Why Medicaid is central to health-care debate

The Christian Science Monitor| by Francine Kiefer | Staff writer
June 22, 2017

WASHINGTON—Republican senators unveiled their long-anticipated healthcare plan to replace Obamacare on Thursday, and it includes significant changes to Medicaid, the joint federal-state program for the poor, elderly, and disabled.

The bill, which does not yet have the support of enough senators to pass, reflects the ongoing tussle of costs vs. social benefits that sharply divides the two parties as well as Republicans themselves.

Like the Republican legislation that passed the House in May, the draft bill put forward by Senate Republican leaders aims to rein in federal spending on the burgeoning program – a move they say will strengthen it in the long term. But over time, that will mean substantial cuts to some of the country’s highest-need populations, say advocates – though the full scope of those cuts won’t be known until the independent Congressional Budget Office releases its report on the Senate bill early next week.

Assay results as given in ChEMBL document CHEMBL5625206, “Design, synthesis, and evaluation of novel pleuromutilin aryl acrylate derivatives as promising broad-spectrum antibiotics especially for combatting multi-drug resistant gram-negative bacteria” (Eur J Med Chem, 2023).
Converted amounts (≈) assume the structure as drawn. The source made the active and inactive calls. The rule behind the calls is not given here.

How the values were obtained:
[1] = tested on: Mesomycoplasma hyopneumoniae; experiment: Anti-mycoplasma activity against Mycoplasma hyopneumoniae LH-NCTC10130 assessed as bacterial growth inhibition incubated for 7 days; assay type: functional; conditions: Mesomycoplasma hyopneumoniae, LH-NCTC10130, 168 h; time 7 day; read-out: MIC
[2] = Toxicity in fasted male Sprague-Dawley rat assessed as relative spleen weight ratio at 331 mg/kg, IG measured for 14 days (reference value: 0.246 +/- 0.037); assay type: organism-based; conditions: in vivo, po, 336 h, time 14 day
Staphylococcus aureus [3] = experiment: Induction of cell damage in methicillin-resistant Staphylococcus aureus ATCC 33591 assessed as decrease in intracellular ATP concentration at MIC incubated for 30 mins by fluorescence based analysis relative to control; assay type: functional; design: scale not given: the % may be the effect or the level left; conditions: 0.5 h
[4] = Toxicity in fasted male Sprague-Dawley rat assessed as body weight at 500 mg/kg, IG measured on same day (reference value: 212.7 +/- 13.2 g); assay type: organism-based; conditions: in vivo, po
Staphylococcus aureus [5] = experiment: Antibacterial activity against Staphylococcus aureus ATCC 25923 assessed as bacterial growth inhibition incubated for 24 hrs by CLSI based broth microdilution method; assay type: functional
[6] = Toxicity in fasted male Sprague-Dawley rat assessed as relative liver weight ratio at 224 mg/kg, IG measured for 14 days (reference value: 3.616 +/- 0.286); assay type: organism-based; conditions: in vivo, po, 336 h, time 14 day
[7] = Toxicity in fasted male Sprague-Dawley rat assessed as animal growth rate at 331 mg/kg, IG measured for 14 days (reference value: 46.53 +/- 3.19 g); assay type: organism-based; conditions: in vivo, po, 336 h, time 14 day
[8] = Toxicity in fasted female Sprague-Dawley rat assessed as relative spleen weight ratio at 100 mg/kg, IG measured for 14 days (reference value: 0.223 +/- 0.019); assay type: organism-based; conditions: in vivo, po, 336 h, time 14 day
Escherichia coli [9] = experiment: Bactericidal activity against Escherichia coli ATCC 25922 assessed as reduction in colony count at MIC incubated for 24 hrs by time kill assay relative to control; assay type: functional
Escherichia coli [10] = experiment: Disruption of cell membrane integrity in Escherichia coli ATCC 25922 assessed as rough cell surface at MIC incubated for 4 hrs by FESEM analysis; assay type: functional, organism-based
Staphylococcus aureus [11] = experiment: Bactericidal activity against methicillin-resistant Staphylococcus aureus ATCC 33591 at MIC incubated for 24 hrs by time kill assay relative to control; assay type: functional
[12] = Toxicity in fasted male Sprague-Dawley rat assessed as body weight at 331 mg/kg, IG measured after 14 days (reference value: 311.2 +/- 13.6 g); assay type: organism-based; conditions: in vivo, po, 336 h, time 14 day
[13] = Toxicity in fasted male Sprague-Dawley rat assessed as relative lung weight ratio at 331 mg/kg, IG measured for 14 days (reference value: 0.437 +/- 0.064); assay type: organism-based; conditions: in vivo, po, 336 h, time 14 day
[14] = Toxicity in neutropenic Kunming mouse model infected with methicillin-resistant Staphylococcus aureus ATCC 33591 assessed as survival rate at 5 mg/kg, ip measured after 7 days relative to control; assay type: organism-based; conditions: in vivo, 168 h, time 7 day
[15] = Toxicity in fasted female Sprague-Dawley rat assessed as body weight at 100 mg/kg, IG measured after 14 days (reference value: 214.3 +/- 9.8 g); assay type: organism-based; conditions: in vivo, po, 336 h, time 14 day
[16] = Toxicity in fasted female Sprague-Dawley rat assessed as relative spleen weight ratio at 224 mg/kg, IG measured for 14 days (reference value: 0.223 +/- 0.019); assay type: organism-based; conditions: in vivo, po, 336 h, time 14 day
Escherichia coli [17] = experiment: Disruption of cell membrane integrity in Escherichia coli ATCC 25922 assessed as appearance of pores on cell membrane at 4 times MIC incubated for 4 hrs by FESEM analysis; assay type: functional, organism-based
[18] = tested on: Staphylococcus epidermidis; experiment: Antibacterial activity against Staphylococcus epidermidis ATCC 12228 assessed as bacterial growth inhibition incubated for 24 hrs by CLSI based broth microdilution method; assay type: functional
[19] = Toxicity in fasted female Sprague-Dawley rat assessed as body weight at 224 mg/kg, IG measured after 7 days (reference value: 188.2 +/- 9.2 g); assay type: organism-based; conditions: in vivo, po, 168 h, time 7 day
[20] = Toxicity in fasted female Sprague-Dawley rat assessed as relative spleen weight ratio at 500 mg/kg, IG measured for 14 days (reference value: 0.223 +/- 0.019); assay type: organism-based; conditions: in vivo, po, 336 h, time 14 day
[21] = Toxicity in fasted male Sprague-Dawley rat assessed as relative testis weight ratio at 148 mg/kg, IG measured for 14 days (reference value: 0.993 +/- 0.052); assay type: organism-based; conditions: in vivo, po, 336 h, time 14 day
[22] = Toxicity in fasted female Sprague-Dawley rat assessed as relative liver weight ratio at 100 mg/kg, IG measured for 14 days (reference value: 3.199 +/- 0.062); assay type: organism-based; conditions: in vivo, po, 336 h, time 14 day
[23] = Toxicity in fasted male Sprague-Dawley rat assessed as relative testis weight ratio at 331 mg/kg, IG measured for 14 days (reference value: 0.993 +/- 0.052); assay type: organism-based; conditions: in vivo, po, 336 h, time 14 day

“Medicaid is fiscally unsustainable,” says Steve Kelly, spokesman for Sen. Pat Toomey (R) of Pennsylvania, the senator who represented the GOP conservative viewpoint on Medicaid as the bill took shape behind closed doors.

Thirty years ago, Medicaid accounted for less than 3 percent of federal spending. Today, it’s nearly 10 percent. About one fifth of the US population is enrolled in it, according to a Congressional Research Service 2015 report. It pays for almost half of all births. It’s the single biggest payer for substance abuse treatment. It helps rural hospitals stay afloat and supports jobs in the health sector. It covers nursing homes for the elderly and long-term care for the disabled.

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